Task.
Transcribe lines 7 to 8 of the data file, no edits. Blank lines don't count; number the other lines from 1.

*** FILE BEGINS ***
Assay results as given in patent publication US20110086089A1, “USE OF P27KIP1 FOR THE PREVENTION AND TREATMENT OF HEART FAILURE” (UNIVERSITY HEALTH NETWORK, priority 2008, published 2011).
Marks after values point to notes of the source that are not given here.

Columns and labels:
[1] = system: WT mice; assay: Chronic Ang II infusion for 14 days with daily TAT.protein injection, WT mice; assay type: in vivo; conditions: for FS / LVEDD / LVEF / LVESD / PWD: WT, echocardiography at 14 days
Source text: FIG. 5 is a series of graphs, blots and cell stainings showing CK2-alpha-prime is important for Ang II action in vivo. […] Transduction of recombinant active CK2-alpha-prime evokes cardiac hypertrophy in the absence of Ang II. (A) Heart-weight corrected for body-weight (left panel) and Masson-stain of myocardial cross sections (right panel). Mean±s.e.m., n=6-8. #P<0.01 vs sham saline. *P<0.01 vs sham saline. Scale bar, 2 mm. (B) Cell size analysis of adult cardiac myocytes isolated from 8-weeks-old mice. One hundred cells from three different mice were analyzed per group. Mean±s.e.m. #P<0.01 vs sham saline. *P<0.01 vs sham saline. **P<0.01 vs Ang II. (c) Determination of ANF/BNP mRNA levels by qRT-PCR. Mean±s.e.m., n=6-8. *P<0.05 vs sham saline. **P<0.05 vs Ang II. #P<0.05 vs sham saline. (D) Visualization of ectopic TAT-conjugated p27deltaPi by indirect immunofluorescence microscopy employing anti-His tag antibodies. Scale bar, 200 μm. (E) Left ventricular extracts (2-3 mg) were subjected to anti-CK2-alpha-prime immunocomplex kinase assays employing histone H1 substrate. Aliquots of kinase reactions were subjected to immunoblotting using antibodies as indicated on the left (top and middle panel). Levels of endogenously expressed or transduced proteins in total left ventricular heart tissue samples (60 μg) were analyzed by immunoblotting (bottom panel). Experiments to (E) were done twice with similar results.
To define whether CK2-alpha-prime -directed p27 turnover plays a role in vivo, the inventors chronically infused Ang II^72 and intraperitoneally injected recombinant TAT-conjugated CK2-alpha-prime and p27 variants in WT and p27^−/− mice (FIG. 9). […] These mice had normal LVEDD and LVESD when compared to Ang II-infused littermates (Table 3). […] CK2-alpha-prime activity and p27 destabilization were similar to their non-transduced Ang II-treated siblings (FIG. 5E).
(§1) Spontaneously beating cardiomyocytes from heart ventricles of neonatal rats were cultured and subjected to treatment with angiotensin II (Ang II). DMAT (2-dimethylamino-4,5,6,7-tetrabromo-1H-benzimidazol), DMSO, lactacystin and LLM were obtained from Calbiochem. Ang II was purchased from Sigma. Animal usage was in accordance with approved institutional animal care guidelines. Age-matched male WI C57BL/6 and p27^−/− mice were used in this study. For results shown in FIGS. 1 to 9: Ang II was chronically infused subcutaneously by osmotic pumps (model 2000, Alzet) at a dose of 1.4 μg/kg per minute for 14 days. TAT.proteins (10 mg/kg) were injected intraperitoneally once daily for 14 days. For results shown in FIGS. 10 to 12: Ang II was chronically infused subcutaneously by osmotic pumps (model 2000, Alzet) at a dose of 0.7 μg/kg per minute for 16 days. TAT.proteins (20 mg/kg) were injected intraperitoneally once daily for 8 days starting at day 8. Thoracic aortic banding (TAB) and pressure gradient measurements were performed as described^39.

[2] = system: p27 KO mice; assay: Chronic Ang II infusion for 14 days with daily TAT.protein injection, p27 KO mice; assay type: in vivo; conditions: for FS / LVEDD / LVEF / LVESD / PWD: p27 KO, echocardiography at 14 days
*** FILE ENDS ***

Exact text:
(§1) Spontaneously beating cardiomyocytes from heart ventricles of neonatal rats were cultured and subjected to treatment with angiotensin II (Ang II). DMAT (2-dimethylamino-4,5,6,7-tetrabromo-1H-benzimidazol), DMSO, lactacystin and LLM were obtained from Calbiochem. Ang II was purchased from Sigma. Animal usage was in accordance with approved institutional animal care guidelines. Age-matched male WI C57BL/6 and p27^−/− mice were used in this study. For results shown in FIGS. 1 to 9: Ang II was chronically infused subcutaneously by osmotic pumps (model 2000, Alzet) at a dose of 1.4 μg/kg per minute for 14 days. TAT.proteins (10 mg/kg) were injected intraperitoneally once daily for 14 days. For results shown in FIGS. 10 to 12: Ang II was chronically infused subcutaneously by osmotic pumps (model 2000, Alzet) at a dose of 0.7 μg/kg per minute for 16 days. TAT.proteins (20 mg/kg) were injected intraperitoneally once daily for 8 days starting at day 8. Thoracic aortic banding (TAB) and pressure gradient measurements were performed as described^39.

[2] = system: p27 KO mice; assay: Chronic Ang II infusion for 14 days with daily TAT.protein injection, p27 KO mice; assay type: in vivo; conditions: for FS / LVEDD / LVEF / LVESD / PWD: p27 KO, echocardiography at 14 days